Maximally minimal stack trace standardization

Mark S. Miller erights at google.com
Wed Mar 11 19:03:53 UTC 2015


I don't understand. Could you show example code? Thanks.



On Wed, Mar 11, 2015 at 12:00 PM, John Lenz <concavelenz at gmail.com> wrote:

>
>
> On Tue, Mar 10, 2015 at 9:10 PM, Mark S. Miller <erights at google.com>
> wrote:
>
>> On Tue, Mar 10, 2015 at 9:02 PM, Domenic Denicola <d at domenic.me> wrote:
>>
>>>  I don’t see how any of this follows. SES can censor/remove/etc. either
>>> the .stack getter or the .getStack function. They are isomorphic.
>>>
>>
>> I can selectively provide or deny a given getStack function to different
>> code in the same realm.
>>
>
> Can't you do the same by hiding "Error" in the same way that "window" is
> hidden?  Through a proxy or subclass?
>
>
>>
>>
>>>
>>>
>>> .stack already has very close to de-facto standard behavior.
>>>
>>
>> Have you looked at the case analysis I go through in debug.js to parse
>> the variety of stack formats we currently have?
>>
>>
>>
>>> We should be attempting to converge it to a standard, and not leaving it
>>> a non-interoperable mess while adding a second API.
>>>
>>>
>>>
>>> I also don’t see why .stack cannot map backward through different source
>>> maps. Again, a getter and a function are isomorphic in this regard.
>>>
>>
>> In a given realm, there can only be one Error.prototype.stack. But what
>> getStack function is in scope can differ per scope as well as per loader.
>>
>>
>>
>>>
>>>
>>> *From:* Mark S. Miller [mailto:erights at google.com]
>>> *Sent:* Wednesday, March 11, 2015 12:12
>>> *To:* Domenic Denicola
>>> *Cc:* John Lenz; es-discuss; Erik Arvidsson
>>>
>>> *Subject:* Re: Maximally minimal stack trace standardization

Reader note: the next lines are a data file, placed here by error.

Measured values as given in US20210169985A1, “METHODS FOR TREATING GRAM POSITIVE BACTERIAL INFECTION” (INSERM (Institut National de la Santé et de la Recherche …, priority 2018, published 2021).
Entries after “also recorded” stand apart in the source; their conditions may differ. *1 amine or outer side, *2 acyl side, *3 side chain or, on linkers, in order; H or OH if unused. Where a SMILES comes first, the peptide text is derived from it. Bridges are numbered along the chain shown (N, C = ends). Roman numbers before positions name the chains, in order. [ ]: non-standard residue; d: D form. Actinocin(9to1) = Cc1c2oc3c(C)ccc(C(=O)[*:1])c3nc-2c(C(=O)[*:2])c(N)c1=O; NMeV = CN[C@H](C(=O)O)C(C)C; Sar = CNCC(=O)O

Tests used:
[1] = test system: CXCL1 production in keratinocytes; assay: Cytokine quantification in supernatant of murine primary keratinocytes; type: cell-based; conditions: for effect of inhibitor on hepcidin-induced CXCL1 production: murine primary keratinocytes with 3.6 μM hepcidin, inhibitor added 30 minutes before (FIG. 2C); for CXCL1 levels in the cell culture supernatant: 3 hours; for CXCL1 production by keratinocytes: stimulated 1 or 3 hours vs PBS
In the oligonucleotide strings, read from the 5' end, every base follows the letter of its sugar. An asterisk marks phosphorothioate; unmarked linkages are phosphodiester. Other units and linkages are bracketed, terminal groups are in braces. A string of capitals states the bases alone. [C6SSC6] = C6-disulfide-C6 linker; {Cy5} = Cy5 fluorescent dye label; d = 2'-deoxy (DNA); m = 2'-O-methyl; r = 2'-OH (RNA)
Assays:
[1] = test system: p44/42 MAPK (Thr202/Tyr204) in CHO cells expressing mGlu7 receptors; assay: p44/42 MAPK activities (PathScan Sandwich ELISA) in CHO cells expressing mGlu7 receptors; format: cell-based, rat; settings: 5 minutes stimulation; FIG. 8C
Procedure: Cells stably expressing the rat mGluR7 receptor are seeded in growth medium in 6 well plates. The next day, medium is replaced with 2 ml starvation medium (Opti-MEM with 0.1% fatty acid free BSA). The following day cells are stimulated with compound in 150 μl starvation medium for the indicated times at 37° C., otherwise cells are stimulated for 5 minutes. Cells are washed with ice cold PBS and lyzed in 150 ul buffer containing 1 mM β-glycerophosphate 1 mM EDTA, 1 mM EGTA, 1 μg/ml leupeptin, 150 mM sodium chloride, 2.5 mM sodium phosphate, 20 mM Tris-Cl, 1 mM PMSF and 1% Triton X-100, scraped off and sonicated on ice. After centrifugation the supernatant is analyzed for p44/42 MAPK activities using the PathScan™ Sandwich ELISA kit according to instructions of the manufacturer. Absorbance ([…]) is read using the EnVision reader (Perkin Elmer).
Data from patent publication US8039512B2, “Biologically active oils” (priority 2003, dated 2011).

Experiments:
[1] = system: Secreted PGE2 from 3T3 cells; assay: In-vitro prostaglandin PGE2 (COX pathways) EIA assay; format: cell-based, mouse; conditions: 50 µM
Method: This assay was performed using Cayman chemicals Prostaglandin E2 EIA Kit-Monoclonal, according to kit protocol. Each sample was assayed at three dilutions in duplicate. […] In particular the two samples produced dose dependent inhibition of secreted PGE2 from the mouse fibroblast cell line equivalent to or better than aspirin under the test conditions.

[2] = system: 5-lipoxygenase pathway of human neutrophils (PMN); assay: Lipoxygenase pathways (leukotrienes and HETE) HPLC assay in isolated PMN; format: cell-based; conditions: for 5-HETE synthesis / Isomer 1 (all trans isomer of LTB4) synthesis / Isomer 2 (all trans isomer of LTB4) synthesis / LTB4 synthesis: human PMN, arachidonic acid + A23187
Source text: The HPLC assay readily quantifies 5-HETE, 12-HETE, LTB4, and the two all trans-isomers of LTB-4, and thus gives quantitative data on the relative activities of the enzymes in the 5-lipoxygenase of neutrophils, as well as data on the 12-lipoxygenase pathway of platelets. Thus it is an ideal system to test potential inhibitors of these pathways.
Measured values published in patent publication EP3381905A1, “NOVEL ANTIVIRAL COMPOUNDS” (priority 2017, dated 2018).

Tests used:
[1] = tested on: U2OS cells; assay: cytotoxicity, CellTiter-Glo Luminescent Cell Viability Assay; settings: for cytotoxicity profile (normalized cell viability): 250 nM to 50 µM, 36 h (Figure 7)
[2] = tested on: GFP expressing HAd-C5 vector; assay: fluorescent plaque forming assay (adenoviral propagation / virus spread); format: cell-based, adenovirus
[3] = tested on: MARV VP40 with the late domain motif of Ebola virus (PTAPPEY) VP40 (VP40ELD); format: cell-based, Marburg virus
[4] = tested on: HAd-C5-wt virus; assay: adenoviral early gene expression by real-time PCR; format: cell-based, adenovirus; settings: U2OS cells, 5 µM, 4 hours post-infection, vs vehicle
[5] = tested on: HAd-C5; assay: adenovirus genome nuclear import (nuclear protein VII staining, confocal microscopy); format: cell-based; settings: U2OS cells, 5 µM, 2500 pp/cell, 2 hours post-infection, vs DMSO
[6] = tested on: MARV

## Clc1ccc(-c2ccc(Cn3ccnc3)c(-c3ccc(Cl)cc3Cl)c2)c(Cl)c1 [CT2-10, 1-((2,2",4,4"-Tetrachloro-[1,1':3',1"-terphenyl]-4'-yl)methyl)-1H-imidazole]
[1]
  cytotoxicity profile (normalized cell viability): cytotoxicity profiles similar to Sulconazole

>>>
>>>
>>>
>>> No, that makes the std SES API non-conformant to the std API, making
>>> porting more difficult, and making it harder to write code that works in
>>> both environments.
>>>
>>>
>>>
>>> Also, if you make it look like err.stack, then no matter what you
>>> stdize, it will conflict with existing err.stack behavior, since they
>>> conflict with each other. This makes the transition more difficult. If the
>>> new std behavior looks like getStack(err), then it can be rolled out
>>> without creating a transition conflict.
>>>
>>>
>>>
>>> As so often happens, the better security is the better modularity. If
>>> you make it err.stack, then you have to make visible one canonical mapping
>>> to source positions. If you make it getStack(err), then different getStack
>>> functions might map backwards through different sourcemaps.
>>>
>>>
>>>
>>>
>>>
>>>
>>>
>>> On Tue, Mar 10, 2015 at 7:45 PM, Domenic Denicola <d at domenic.me> wrote:
>>>
>>>  Can’t we just have Error.prototype.stack be a getter that SES is
>>> allowed to delete and hide away for its own purposes later?
>>>
>>>
>>>
>>> *From:* es-discuss [mailto:es-discuss-bounces at mozilla.org] *On Behalf
>>> Of *John Lenz
>>> *Sent:* Wednesday, March 11, 2015 08:35
>>> *To:* Mark S. Miller
>>> *Cc:* es-discuss; Erik Arvidsson
>>> *Subject:* Re: Maximally minimal stack trace standardization
>>>
>>>
>>>
>>>  Ok, as long as we are clear there is an existing information leak on
>>> non-v8 engines.
>>>
>>>
>>>
>>>
>>>
>>> On Tue, Mar 10, 2015 at 1:48 PM, Mark S. Miller <erights at google.com>
>>> wrote:
>>>
>>>  On Chrome and Opera (v8), <
>>> https://code.google.com/p/google-caja/source/browse/trunk/src/com/google/caja/ses/debug.js>
>>> hides the stack. It is important that we not lose this.
>>>
>>>
>>>
>>> Regarding the rest, as previously discussed, there are enough
>>> differences between browsers that there is no legacy we must codify because
>>> of web-wide agreement. Take a look at the extensive efforts <
>>> https://code.google.com/p/google-caja/source/browse/trunk/src/com/google/caja/ses/debug.js>
>>> makes to parse despite these differences in stack format. As long as we're
>>> standardizing something not compat with web-wide legacy, as we must, we
>>> might as well also fix this security leak in the process.
>>>
>>>
>>>
>>>
>>>
>>>
>>>
>>>
>>>
>>> On Tue, Mar 10, 2015 at 1:24 PM, John Lenz <concavelenz at gmail.com>
>>> wrote:
>>>
>>>
>>>
>>>
>>>
>>> On Mon, Mar 9, 2015 at 5:45 PM, Mark S. Miller <erights at google.com>